With the passage of the National and Community Service Act of 1990, the 101st Congress culminated decades of proposals and debate on the importance of community service -especially by young Americans -to the common or public good.1 The renewal of the "ethic of civic responsibility in the United States" is foremost among the purposes of the legislation. Although the act functions practically to generate and to fund new projects that promote national and community service, its passage also underscores an important moral purpose for student service within a democracy, namely. to develop social responsibility in the young. For schools and school systems ignoring community service in their educational missions, the act signals the importance of providing service opportunities for students as a means of educating them for citizenship. Where community service programs currently exist. the act suggests the importance of evaluating them for their efficacy in promoting civic or social responsibility. While public school education is a central focus. the act also emphasizes the community service participation of private schools. including their teachers and students.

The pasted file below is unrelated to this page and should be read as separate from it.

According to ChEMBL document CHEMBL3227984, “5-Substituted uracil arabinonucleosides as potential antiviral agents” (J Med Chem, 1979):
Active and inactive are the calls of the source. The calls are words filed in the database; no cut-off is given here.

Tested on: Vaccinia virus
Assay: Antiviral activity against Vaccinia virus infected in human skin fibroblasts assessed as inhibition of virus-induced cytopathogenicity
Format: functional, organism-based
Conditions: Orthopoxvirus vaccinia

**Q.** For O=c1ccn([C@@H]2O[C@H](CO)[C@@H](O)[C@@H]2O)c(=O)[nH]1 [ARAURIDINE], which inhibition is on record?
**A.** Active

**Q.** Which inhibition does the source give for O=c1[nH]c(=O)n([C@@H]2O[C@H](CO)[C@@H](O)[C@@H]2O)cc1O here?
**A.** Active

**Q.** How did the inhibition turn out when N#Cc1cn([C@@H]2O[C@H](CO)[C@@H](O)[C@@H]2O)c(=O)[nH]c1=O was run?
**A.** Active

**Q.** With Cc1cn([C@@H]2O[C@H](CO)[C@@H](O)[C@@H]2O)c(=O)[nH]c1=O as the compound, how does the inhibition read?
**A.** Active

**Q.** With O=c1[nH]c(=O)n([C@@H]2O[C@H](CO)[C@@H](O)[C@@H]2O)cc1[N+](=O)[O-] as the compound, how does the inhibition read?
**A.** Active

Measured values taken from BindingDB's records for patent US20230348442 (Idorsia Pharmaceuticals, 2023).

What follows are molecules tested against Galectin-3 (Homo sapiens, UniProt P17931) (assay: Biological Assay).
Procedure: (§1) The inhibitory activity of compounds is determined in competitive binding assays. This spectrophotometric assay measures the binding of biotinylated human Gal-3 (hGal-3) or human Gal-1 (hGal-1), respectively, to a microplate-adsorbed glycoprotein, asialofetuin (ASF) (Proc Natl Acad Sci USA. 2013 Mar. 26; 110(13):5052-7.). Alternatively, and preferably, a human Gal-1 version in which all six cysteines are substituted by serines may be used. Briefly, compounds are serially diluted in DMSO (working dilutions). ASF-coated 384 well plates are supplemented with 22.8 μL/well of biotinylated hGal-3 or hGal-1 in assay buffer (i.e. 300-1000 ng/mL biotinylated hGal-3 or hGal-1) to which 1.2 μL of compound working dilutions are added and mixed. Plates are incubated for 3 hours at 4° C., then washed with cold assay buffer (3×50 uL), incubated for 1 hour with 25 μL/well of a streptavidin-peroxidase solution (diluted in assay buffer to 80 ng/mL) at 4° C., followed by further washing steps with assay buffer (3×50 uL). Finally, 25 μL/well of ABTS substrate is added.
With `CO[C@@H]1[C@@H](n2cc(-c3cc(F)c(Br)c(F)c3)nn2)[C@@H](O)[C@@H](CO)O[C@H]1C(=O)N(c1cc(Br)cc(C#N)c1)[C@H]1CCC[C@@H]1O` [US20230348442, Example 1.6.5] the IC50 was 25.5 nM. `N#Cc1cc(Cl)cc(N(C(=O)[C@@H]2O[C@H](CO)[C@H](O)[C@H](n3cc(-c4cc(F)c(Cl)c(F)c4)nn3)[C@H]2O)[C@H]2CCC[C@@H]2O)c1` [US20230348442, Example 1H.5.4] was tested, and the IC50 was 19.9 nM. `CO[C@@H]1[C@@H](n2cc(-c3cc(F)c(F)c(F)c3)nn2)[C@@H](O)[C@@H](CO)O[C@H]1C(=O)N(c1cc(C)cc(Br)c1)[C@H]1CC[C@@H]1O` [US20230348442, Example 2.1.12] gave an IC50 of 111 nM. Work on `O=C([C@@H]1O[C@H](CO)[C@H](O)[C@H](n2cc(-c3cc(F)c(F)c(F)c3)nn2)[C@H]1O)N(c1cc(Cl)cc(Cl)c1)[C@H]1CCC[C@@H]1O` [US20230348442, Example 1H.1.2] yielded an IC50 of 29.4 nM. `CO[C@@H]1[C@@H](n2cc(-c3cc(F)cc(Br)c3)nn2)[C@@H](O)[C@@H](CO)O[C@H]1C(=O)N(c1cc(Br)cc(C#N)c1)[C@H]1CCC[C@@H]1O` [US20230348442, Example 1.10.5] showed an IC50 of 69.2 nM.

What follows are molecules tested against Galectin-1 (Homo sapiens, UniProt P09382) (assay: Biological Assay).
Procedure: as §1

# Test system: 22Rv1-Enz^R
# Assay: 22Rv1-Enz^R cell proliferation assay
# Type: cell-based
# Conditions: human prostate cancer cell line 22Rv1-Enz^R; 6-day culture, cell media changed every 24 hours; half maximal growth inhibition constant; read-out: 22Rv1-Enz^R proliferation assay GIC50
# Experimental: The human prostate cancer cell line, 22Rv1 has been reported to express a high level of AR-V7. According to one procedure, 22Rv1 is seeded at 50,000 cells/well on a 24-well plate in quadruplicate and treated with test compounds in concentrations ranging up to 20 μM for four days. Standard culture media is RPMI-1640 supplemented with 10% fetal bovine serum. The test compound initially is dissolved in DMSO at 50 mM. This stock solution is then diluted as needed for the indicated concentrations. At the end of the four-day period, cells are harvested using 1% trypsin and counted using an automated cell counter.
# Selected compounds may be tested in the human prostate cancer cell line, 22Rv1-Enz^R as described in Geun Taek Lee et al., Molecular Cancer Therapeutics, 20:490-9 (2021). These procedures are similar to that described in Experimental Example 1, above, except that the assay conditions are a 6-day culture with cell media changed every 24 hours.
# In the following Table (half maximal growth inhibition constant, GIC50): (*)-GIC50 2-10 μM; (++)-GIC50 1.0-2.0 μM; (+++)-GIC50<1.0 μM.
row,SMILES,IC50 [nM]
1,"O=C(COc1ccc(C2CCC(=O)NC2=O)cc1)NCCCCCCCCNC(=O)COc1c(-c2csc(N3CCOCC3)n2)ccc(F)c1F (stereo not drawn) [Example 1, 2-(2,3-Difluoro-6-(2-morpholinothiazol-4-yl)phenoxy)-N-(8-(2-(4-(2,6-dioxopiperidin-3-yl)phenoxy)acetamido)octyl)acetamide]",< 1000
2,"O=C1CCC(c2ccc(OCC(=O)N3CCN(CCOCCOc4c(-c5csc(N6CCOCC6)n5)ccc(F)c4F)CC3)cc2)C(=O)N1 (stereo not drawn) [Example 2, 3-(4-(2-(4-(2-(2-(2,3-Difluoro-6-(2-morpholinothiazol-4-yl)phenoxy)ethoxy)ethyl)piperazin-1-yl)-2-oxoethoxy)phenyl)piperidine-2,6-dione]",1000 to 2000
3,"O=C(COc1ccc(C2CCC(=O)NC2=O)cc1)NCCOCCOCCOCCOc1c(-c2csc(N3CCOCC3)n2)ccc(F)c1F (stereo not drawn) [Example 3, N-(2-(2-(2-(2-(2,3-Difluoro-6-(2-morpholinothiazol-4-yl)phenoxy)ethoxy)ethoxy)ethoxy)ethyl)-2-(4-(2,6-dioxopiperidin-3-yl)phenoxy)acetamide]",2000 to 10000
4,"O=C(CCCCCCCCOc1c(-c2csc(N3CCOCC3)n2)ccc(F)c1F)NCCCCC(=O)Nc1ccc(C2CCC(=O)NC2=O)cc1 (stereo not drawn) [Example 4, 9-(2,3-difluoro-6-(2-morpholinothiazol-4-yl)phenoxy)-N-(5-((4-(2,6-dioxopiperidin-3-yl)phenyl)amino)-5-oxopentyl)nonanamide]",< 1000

Marks, Helen Marie, "The Effect of Participation in School-Sponsored Community Service Programs on Student Attitudes Toward Social Responsibility" (1994). Thesis, Dissertations, Student Creative Activity, and Scholarship. 56.
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